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Old February 25th, 2015, 07:12 AM   #1
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ENG drone

How does this sound.

A vertical only accent/decent drone that locks on to a pad laid on the ground by a news crew. Drone goes up to a preset altitude, and remains stationary, locked by GPS and laser or whatever on the target pad below. Camera on board has a zoom, beams down live video to the crew below.

Short of a floating blimp camera drone, I think that is about as dumbed down a concept that is possible.......live truck operators are used to looking for direct vertical clearance already. :-)

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Old February 25th, 2015, 12:37 PM   #2
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Re: ENG drone

might as well just polecam it
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Old February 25th, 2015, 01:02 PM   #3
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Re: ENG drone

Why not just use a tethered blimp since it's a stationary shot? A blimp could stay afloat almost indefinitely, and wouldn't require andy battery changes, except for the camera or pan/tilt head. It's much safer too.
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Old February 26th, 2015, 12:18 AM   #4
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Re: ENG drone

Not sure how much safer a ballon is. The envelope for a balloon to be able to carry a 7-10Lb payload would be enormous probably more than 12 feet and the gas to fill it costs a small fortune.

Buoyant force for one m of helium in air is:
1 m3 * (1.292 - 0.178) kg/m3 * 9.8 N/kg = 10.9 N

You could use a tethered MR that could carry that weight and could stay aloft as long as you kept it plugged into a generator or power.
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Old February 26th, 2015, 03:53 PM   #5
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Re: ENG drone

see CyPhyWorks.com for a tethered drone.. thru the "microfilament" cable, you provide power and get an ethernet connection for command/control/video/etc.
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Old February 26th, 2015, 08:05 PM   #6
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Re: ENG drone

Unfortunately, looks like the FAA wants to only allow daylight drone use for news purposes, and you have to have a dedicated "pilot" for the operation. I wonder what "over people" means. If the people were clear of the vertical rise above the pad/tether, is that good enough I wonder?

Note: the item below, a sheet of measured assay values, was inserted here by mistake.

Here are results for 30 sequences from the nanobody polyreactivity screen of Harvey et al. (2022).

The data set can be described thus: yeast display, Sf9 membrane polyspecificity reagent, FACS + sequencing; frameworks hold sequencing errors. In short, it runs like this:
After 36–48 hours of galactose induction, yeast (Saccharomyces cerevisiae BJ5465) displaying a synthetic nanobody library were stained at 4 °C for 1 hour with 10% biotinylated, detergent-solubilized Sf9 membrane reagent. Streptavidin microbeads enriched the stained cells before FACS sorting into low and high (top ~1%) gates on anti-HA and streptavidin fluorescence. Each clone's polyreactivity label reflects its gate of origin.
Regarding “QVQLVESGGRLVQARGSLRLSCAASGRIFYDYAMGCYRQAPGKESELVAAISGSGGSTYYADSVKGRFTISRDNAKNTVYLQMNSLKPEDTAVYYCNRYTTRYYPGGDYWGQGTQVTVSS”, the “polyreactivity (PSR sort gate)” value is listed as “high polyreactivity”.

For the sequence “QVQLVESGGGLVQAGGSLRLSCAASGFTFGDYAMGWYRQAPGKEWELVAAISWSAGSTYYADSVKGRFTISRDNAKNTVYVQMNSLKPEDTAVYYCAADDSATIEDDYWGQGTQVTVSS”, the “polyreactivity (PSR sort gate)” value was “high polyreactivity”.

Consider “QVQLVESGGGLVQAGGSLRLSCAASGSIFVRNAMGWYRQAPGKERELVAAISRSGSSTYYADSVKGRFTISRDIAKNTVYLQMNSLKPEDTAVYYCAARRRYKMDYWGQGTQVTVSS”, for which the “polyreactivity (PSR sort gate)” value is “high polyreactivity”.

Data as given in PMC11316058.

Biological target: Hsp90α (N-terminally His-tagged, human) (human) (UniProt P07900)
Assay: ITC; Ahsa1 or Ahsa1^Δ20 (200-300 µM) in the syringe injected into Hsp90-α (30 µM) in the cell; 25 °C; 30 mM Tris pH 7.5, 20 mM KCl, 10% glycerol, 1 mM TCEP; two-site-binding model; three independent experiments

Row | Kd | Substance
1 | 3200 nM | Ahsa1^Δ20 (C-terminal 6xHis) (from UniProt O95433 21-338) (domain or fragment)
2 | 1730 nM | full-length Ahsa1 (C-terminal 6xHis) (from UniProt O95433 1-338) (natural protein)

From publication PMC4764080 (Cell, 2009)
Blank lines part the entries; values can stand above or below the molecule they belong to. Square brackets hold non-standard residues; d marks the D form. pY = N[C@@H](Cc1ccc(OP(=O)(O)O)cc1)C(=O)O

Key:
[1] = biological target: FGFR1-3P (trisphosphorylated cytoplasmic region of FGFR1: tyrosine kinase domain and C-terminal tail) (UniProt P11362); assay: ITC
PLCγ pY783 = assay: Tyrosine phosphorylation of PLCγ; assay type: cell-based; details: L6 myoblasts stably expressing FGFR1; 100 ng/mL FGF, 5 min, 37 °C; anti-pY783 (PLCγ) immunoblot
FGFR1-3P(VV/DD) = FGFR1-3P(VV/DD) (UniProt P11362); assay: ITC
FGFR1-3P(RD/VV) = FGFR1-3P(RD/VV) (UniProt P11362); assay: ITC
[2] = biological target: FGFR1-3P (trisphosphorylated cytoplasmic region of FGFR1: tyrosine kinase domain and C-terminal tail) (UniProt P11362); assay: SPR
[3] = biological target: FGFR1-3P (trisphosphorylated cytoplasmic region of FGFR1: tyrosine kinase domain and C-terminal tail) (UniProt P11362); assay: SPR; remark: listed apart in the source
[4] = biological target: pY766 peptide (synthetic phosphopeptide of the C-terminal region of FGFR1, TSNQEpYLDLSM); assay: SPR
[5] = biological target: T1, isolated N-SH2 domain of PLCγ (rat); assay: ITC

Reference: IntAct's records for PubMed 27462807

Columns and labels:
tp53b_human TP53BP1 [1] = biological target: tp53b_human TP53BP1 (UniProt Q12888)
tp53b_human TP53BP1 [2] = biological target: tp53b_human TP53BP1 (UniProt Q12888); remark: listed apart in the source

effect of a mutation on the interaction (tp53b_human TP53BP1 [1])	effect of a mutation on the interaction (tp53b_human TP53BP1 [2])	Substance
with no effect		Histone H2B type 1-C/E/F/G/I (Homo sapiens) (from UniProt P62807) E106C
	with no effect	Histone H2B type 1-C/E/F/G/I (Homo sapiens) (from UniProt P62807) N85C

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Old February 28th, 2015, 06:14 AM   #7
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Re: ENG drone

Quote:
Originally Posted by Paul Anderegg View Post
Unfortunately, looks like the FAA wants to only allow daylight drone use for news purposes, and you have to have a dedicated "pilot" for the operation. I wonder what "over people" means. If the people were clear of the vertical rise above the pad/tether, is that good enough I wonder?

Paul
That depends on their rules.

In the UK we have a requirement for 30m clearance for take off and 50m once airborne (150m for > 7Kg). The only way to get below that is via a congested area safety case which as far as I know only one company has right now.

If you are tethered then you have much more restricted controls over flight and if the drone is going to fight the tether then chances are it's going to come down at the extremes of the tether, i.e. how far it can pull away and against it horizontally. So how high the tether allows you to go could well be an important factor in deciding how much lateral clear space you need. Drones don't always come down vertically ;)
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Old March 22nd, 2015, 02:41 PM   #8
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Re: ENG drone

Perhaps the tether allows reclassifying the "drone" into a non-flying object and gets it out from under the burdensome FAA requirements. Or are they going to consider a pole cam as "flying"? Maybe the Ronin guys need to change their terminology for fear they will soon be regulated. Geez.
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Old March 22nd, 2015, 03:22 PM   #9
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Re: ENG drone

There are tethered and moored classifications for balloons (Tethered vs. Moored Balloons). I once flew the Hooters balloon as a tether.
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Old March 22nd, 2015, 03:30 PM   #10
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Re: ENG drone

Can we get a picture of the Hooters ballon? Were they always flown in "pairs" :-)

I wonder if a kite has classification under the FAA........it would seem less stable than a balloon.

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Old March 22nd, 2015, 03:36 PM   #11
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Re: ENG drone

Ha Ha, great post, Jim. They should have been as unobtrusive with drones as they are with balloons. Here is the part of the reg from your post that deals with balloons.